Capital budget includes college, water projects

Ehrlich's proposal would give $145 million to city

General Assembly

January 28, 2004|By David Nitkin | David Nitkin,SUN STAFF

Even as they continue to sort through the pain inflicted by the governor's lean operating budget, county and university officials learned yesterday that Gov. Robert L. Ehrlich Jr. wants to spend $847 million on college buildings, water-quality projects, prisons and other construction in the budget year that begins July 1.

Ehrlich released a capital budget that includes $194 million in projects at colleges and universities, which have been hit hard with decreases in their operating budgets. The spending plan also includes $98.5 million for wastewater treatment plan upgrades.

"The capital budget is about education and the environment," Lt. Gov. Michael S. Steele said.

Baltimore would receive $145 million in funds, including $19 million toward a new dental school at the University of Maryland, Baltimore and nearly $20 million for five projects at Coppin State College, a historically black school on North Avenue.

The capital budget also contains $4.5 million for the West Baltimore revitalization project and $4.5 million for the East Baltimore biotechnology park, as well as money to begin planning for a women's jail downtown.

University of Maryland, College Park President C.D. "Dan" Mote Jr. said he was thrilled that the budget contained $58.2 million toward a biological sciences research building.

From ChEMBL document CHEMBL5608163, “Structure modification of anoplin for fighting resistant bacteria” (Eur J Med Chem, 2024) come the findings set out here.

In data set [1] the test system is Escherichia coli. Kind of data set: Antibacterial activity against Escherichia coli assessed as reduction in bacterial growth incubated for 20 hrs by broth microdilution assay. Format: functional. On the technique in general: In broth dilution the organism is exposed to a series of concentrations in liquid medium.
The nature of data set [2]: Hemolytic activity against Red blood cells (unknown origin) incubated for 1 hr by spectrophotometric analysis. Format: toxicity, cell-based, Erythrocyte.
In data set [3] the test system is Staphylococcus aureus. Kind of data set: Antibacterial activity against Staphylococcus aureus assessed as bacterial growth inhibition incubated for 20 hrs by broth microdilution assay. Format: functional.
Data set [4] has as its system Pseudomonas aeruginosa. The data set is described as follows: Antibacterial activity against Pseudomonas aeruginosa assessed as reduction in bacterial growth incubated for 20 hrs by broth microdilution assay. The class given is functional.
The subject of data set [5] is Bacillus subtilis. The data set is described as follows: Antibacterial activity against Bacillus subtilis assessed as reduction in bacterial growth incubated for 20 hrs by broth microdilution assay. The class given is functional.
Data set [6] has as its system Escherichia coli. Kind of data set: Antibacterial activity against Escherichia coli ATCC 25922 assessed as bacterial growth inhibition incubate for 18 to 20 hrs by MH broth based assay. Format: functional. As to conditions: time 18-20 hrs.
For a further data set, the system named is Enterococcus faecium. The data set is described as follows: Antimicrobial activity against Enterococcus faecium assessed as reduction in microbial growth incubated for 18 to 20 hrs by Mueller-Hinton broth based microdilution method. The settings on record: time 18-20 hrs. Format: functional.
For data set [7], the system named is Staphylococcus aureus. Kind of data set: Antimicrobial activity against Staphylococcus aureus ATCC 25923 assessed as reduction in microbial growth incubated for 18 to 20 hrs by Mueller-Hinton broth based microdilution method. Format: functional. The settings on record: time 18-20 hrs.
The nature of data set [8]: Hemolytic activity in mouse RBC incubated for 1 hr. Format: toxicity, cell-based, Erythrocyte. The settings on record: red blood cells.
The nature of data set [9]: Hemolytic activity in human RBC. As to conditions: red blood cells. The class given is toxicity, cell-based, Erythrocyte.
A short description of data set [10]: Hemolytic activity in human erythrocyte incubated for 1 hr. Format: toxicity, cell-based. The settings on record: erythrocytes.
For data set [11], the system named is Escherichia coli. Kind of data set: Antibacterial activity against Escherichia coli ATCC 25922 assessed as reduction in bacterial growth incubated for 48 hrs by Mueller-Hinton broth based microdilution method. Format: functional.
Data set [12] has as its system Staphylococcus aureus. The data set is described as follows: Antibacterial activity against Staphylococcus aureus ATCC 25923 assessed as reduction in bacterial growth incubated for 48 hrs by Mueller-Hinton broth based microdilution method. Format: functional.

William E. Kirwan, chancellor of University System of Maryland, called the funding "an extraordinary commitment to higher education." Other university projects include $18.6 million for a new academic building at St. Mary's College, $4.2 million for a liberal arts complex at Towson University and $9.8 million spread among five projects at Morgan State University.

In the past year, the governor has slashed the university system's operating budget by 14 percent, which has led to layoffs and a series of tuition increases. In Ehrlich's proposed operating budget, the university system received no increase, which officials said would lead to cuts because of projected growth.

"The governor looks into the future and sees this huge influx of students," Kirwan said. "What we all have to hope for is, there will be a reinvestment in the operating budget."

The system saw a spurt of construction under former Gov. Parris N. Glendening, but Kirwan pointed out that Ehrlich's five-year capital funding plan for the system exceeds the amount that Glendening spent on campus construction in his last five years in office.

In a budget-balancing move a year ago, Ehrlich and the General Assembly removed tax dollars from the capital budget, forcing the state portion of property tax bills to go up. The 4.8-cent increase to 13.2 cents per $100 of assessed value meant the owner of a home assessed at $200,000 paid an additional $96.

At the time, the governor promised to repay the money and restore property tax rates to their original level.

But yesterday, proposing to borrow $655 million in taxpayer-backed bonds to pay for the projects -- with the remainder coming from other sources -- Ehrlich said the property tax reduction would have to be pushed into the future.

Sun staff writer Alec MacGillis contributed to this article.

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